Sixth, almost all of the celebrated shootings and brutality by police result from disobeying a cop’s orders. If a minion of the law tells you to stop and put your hands up, do it. You can sue later.
Seventh, drug rehab is a scam. The judge doesn’t want to send the addict to prison, since prisons are overflowing, but doesn’t want to let him go and look soft on crime, so he sentences him to rehab, which he knows doesn’t work, but it becomes somebody else’s problem.
Eighth, jury trials are largely fraudulent. You are supposed to be tried by a jury of your peers. This was a good idea since it made it difficult for the government to railroad people it didn’t like. In today’s climate of racial hatred, “one’s peers” has to mean of one’s own race. A white jury is not unlikely to acquit a white charged with beating a black (Rodney King) and a black jury is very likely to acquit a black charged with killing a white (OJ Simpson).
Further, in theory the jury is supposed to consider the facts dispassionately and come to a reasoned verdict. Good luck with that. A jury of theoretical physicists might approach this ideal. In jury selection, both prosecutors and defense attorney will try to impanel jurors emotionally biased in their favor.
For example, in a rape case the prosecutor will want a jury consisting of man-hating feminists and he will coach the victim to look sweet and defenseless. The defense will want a jury of primitive rural Christians who will think that if she was in that bar, in that neighborhood, with THAT dress up to her armpits, she damned well deserved what she got. Yes, this is exaggerated, but it is how they think.
Ninth, it is not always clear what the country believes to be the purpose of prison.
Is the purpose to punish? Then prison should be harsh. If it isn’t disagreeable, it isn’t punishment.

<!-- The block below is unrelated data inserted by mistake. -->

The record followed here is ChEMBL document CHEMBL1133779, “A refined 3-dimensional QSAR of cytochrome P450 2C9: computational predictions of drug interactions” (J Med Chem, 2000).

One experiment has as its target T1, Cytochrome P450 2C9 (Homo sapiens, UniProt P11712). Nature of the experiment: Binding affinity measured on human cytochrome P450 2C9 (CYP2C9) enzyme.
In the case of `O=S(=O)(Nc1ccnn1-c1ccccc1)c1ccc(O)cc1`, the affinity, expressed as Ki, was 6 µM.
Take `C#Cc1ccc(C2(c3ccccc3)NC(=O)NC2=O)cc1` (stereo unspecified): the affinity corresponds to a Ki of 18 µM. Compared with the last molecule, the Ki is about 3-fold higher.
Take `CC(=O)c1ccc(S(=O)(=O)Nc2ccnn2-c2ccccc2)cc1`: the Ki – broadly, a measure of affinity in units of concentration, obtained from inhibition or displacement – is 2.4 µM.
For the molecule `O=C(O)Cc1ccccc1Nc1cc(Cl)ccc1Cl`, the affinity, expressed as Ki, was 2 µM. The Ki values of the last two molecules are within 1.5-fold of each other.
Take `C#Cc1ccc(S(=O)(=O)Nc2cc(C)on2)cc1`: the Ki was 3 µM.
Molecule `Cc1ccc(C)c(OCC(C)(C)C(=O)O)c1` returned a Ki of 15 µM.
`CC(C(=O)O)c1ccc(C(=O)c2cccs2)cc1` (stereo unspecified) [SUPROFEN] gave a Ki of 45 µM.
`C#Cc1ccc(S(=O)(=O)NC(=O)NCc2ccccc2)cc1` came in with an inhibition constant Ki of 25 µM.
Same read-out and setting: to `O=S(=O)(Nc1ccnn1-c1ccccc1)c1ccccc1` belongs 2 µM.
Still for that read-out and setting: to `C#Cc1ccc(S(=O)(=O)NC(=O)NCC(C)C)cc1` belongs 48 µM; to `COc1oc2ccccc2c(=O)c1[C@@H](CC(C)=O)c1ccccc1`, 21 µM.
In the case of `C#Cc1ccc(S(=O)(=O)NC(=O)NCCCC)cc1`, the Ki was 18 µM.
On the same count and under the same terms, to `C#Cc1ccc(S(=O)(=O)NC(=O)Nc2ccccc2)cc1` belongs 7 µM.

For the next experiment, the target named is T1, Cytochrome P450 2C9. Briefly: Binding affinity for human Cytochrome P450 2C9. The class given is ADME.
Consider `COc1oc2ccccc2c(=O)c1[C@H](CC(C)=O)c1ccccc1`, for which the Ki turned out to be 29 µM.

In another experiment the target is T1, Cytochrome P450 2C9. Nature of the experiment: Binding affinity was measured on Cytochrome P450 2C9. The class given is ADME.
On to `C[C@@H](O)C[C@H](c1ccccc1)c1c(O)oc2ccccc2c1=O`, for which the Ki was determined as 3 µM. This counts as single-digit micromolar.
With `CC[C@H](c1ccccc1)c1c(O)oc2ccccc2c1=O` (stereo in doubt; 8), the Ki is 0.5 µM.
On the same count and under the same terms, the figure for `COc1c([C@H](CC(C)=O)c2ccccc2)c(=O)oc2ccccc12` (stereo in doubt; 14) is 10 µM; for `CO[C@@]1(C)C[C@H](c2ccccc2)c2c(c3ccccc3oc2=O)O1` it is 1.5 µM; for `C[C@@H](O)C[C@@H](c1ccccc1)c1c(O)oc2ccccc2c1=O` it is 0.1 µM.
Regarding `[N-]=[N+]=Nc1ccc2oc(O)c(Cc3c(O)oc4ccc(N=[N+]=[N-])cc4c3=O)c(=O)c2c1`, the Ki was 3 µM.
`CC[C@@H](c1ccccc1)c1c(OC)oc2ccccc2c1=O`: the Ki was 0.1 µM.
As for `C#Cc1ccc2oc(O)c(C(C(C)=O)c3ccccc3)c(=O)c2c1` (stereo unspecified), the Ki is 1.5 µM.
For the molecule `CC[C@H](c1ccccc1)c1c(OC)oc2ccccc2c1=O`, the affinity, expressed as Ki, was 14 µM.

It the purpose to deter? Then it should be godawful as otherwise it will not deter.
Should vengeance be an acceptable purpose? In the case of someone selling marijuana, no — but the psychopath who tortured three girls to death? Your answer to this may depend on whether it was your daughter.
Is the purpose to rehabilitate? Then prison should be pleasant, with libraries, online courses, and training in auto mechanics, carpentry, and bricklaying.
Is the purpose to protect the public? Then the answer is long sentences, whether in pleasant circumstance or not. Since the only thing that more or less reliably decreases criminality is age, sentences might read “until middle age.”
Tenth, the current system virtually guarantees recidivism. A black guy with a fourth-grade education goes to jail for fifteen years at age twenty-five. He comes out at age forty with no money, no acquaintances on the outside, and zero employability. What precisely do we expect him to do? Realistically, there is no practical answer to this question. He understands armed robbery and dope sales. These are all he understands.
My only answer to all of this is what a friend, a public defender, told me: “Don’t ever — ever — get into the hands of the criminal justice system.”
Finally, it is worth remembering that few actually care about guilt or innocence. Trial attorneys are combative and want to win. An assistant DA does not rise in rank by losing cases. The defense guy, or gal, gains fame and clients by acquitting clients and does so even if he knows the perp is guilty.